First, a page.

Catholic Higher Education and First Generation Students

In 2012, the Georgetown University Center on Education and the U.S. Department of Education found that almost a third of current undergraduates are considered first-generation college students. Driven by their faith-based mission, ACCU member institutions have developed a breadth of resources for first-generation students, as well as the administration, faculty, and staff who work with them.

In the Summer 2015 issue of Update, ACCU featured several success stories of Catholic colleges and universities’ service towards their first-generation and low-income students. ACCU also has dedicated a webpage to share information on serving first-generation students. Here are a few examples of programs ACCU members have instituted:

  • St. Mary’s College (CA) offers a High Potential Sphere of Success program, a federally funded TRIO Student Support Services Program, which is designed to cultivate the success of first-generation and low-income students through leadership development, peer mentoring, and financial support.
  • Silver Lake College of the Holy Family (WI) has adopted the Work College model, where all incoming residential freshman or transfer students will be required to work ten hours per week in a field related to their coursework, in exchange for $2,800 tuition credit per year.
  • Notre Dame de Namur University (CA) supports its first-generation students through a Bill Hannon Foundation grant for their Gen 1 program, which provides financial and academic support, as well as mentoring.

Read more examples on the ACCU website.

What does your college or university do to support first generation and low income students? Let us know! 

University of Notre Dame Breaks the Chains of Predatory Lending

Have you ever wondered what happens when an individual takes a payday loan? Typically, payday lenders  issue an individual a loan with a large interest rate payable on the borrower’s payday. If the borrower cannot repay the loan, the lender collects interest and fees and changes the repayment date of the loan to the following payday.  Since the average borrower rolls a loan for four months, the loan often more than doubles in price due to high interest rates and fees. According to University of Notre Dame, this structure costs South Bend, Indiana’s poor $3.5 million in interest fees in a given year. Given their knowledge about this injustice, some Notre Dame students have created an alternative.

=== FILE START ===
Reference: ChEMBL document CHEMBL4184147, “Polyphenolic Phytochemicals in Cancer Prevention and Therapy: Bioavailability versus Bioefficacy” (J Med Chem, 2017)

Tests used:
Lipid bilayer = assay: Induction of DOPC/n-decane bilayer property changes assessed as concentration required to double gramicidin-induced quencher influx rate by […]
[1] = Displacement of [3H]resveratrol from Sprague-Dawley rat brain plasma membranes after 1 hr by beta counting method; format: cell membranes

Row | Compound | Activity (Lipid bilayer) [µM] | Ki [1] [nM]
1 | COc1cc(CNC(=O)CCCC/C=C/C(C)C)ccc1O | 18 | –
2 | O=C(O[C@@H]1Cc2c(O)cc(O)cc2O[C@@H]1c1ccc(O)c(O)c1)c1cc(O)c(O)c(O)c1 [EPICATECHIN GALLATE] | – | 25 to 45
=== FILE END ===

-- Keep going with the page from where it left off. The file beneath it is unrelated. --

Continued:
In a recently published article, Notre Dame highlights the Jubilee Initiative for Financial Inclusion (JIFFI), a student run initiative with the mission to “create an alternative to the predatory lending industry in South Bend.”  Since its inception in February 2012, JIFFI has provided a total of twenty-nine loans and hopes to provide 20 more this year.

In the article, Lisa McDaniel, the group’s first client, says, “‘JIFFI deserves a big thank you from the community. […] It’s fantastic if they help others as much as they’ve helped me.'” Read the full article to learn more about JIFFI.

How does your campus work towards economic justice?  Let us know!

2015 Social Venture Boot Camp with CCUSA

The Social Venture Boot Camp, offered through Catholic Charities USA’s (CCUSA) partnership with the University of Notre Dame, is an opportunity for CCUSA members to strengthen their social enterprise efforts and face the pressing challenges associated with financial sustainability head-on. Economic justice is a critical issue, and social venture is an innovative method to help address the root causes of poverty.

Boot camp participants will be paired up with business mentors, as well as upper-level undergraduate and/or graduate students, as available, in a workshop environment to research and analyze the existing or proposed product or service and work through a business plan that the social venture program can then use to help guide future growth.

Applications for the 2015 Social Venture Boot Camp are due no later than Monday, April 6, and acceptance will be confirmed by the first week of May. Preparation work will be necessary and will be due by Monday, June 15. If you have any questions about the Boot Camp or how your group can put forth a competitive application, please contact Maria Gonzales.

How does your campus engage with Fair Trade?

ACCU has created “Fair Trade and Catholic Higher Education”, highlighting how ACCU member institutions have engaged with the fair trade movement. To download the document, and view additional Fair Trade resources, please visit our website.

Did you know that students at Fordham University run their own Fair Trade business? View the website here, and let us know how your campus engages with Fair Trade!

View CCHD & ACCU Partnership Success!

Xavier University, a member college at ACCU, has been working with the CCHD-funded project Community Blend. See the video below to get a glimpse into the coffeeshop and the lives of the workers there, or follow this link to see how it all started!

Does your university partner with a CCHD-funded organization? Let ACCU know the great work you are doing!

Farmworker coalition unveils Fair Food label

The Florida farmworkers Coalition of Immokalee Workers, a CCHD funded group that has worked with ACCU member colleges before, has announced that their new FairFood program label is now in use. When you see this label in stores you’ll know that the tomatoes are from farms that ensure the basic human rights of the women and men in the fields.

These rights include safe working conditions free of sexual violence and forced labor, and that the workers on those farms are receiving the Fair Food “Penny per Pound” bonus.

Learn more about the Fair Food program by reading this article.